Sea Technology

MAR 2018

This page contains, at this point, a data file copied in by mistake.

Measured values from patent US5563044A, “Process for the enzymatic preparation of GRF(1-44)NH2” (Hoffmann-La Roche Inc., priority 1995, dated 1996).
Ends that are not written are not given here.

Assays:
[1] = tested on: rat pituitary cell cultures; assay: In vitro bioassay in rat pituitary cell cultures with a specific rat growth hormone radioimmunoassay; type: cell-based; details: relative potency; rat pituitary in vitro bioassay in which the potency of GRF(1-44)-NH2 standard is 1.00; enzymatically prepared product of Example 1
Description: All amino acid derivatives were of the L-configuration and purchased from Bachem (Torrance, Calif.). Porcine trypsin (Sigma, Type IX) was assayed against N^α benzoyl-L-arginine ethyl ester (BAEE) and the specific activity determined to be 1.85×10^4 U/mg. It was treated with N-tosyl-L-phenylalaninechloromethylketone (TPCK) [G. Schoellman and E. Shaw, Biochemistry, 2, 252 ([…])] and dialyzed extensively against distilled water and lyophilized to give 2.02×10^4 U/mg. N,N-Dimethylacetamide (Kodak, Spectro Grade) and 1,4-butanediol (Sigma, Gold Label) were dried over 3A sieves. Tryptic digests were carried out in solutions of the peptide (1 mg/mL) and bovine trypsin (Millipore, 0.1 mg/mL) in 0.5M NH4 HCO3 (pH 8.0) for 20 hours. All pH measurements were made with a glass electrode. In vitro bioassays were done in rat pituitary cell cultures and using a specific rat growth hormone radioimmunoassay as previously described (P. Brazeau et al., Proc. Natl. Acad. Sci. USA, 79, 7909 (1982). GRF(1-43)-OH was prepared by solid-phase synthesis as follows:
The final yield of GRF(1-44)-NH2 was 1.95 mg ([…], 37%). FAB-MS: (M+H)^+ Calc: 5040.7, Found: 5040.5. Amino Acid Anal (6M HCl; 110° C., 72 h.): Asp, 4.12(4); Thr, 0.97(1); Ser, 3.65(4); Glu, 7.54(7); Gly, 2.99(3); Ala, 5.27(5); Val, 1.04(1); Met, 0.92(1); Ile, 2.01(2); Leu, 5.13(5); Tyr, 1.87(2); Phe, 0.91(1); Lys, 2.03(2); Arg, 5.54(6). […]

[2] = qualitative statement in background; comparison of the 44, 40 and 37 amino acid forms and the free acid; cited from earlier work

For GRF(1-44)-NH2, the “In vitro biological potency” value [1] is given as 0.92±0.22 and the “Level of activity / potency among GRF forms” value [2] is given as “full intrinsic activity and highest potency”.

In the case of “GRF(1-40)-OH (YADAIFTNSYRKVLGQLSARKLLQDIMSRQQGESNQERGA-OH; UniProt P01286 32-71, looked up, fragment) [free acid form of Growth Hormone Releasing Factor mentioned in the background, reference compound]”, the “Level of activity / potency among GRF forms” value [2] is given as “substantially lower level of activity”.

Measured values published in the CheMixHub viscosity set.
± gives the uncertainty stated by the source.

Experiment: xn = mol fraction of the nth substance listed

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26 ST | March 2018 www.sea-technology.com turbidity sensor. All the data collected by these sensors were integrated in real time with PROTEUS's telemetry (to synchronize and geolocate all data). During the surveys, the communication system al- lowed the collected data to be accessible in real time to the scientists so that they could modify the sampling area according to the previously acquired data and the vehicle's position. A small trimaran vessel was towed by PROTEUS during its wide-area surveys. This trailer was used to host particularly heavy or bulky sensors: an automatic wa- ter multisampler provided by IAMC-CNR for the study of microbial biomass and bacteria respiratory activity; a plankton multisampler; and a Sea-Bird SBE 19plus v2 multiprobe sensor, provided by ISMAR-CNR. Drones Besides PROTEUS, two drones were also used during the surveys for different purposes: OTTO and Splash. OTTO is an octocopter drone originally developed by Italdron and later modified by ISSIA-CNR, charac- terized by a high pay load capacity and able to per- form high-quality professional flight missions in high flight-safety conditions to achieve specialized operations in critical areas. In this mission, it was equipped with var- ious video cameras, a FLIR A35 thermal camera and an aerial multisensor (humidity, temperature and air quality sensors) system provided by IBIMET-CNR. The OTTO drone collected pictures and videos of the area and exploited the various sensors mounted on board to acquire data, enabling reconstruction of the character- istics of the air column overlying the area inspected by PROTEUS. This enables reconstructing a thermal pattern and performing a cross-check of the data coming from air measurements and from the CTD mounted aboard PROTEUS. The Splash drone was used to record videos and imag- es of the coordinated operations performed by PROTEUS and OTTO for documentary and dissemination purposes. Results All ISSIA-CNR's unmanned vehicles are equipped with a sophisticated control system that allows various working modes (manual, semiautomatic and automatic) and can be remotely controlled by means of a radio link and a control station (command console). All three ve- hicles were remotely operated by personnel on board a small (31-ft.) workboat, MS Teisten, which was kept at a safe distance from the glacier front. A customized ply- wood platform (2.5 by 2.5 m) was mounted on the stern of the boat for drone take-off and landing. The marine data acquired by PROTEUS, together with the atmospheric data collected by OTTO, allow scientists to obtain a complete characterization of the whole wa- ter-air column close to the glacier fronts. All the collected data will be available shortly on the Italian Arctic Data Center (IADC) website at http://arctic- node.dta.cnr.it/cnr. From a robotics point of view, the scientific campaign carried out in Kongsfjorden in 2017 demonstrated that unmanned vehicle technology is mature and can be of great help to scientists involved in acquiring atmospheric and marine data near tidewater glaciers. The adoption of a reconfigurable and portable robotic tool like PROTEUS, designed with an eye to usability in polar regions, has brought a huge advantage to the scien- tific research. Lessons for future data acquisition efforts are one of the most important results of this campaign. To see part of the campaign in action, a video show- ing PROTEUS and OTTO operating June 23, 2017 near the Blomstrandbreen glacier is available at http://bit. ly/2hxLpL4. Acknowledgments The authors wish to thank Arturo Argentieri, Giorgio Bruzzone, Pierpaolo Soria and Edoardo Spirandelli for their fundamental fieldwork, design and development contribution during the scientific campaign. System design, development and data processing were possible thanks to the essential work of Giuseppe Camporeale, Roberta Ferretti, Mauro Giacopelli and An- drea Ranieri. The authors also wish to thank their colleagues at CNR and Tuscia University for their collaboration and all the staff of the Base Artica Dirigibile Italia for their kind and professional support. References For a list of references, contact Angelo Odetti at ange- lo. odetti@ge.issia.cnr.it. ST Gabriele Bruzzone is a researcher who heads the Field and Interactions Robot- ics research group of the Institute of Studies of Intelligent Systems for Auto- mation, National Research Council (IS- SIA-CNR), Italy. He has been working for more than 20 years designing, developing and testing marine autonomous robotic vehicles. He was in charge of the UVASS project and the Svalbard 2015 and 2017 scientific campaigns. Angelo Odetti is a research fellow at ISSIA-CNR and a Ph.D. student at DITEN- UNIGE. He is a marine engineer and naval architect with a back- ground in air cushion technology research. He de- signed the general layout and structural and naval components of the e-URoPe, P2ROV and PROTE- US. He participated in the 2017 Svalbard mission. Massimo Caccia is the director of ISSIA-CNR, with a focus on UMVs and mo- bile robots for ship structure inspection. He is involved in the EC proj- ects EX- CELLABUST Excelling LABUST in marine robotics, FLAG-ERA Robocom++ and BRIDGES (Bringing together Research and Industry for the Development of Glider Environmental Services). NEW BLOG! seatechnologymagazine.com S EA T ECHNOLOGY

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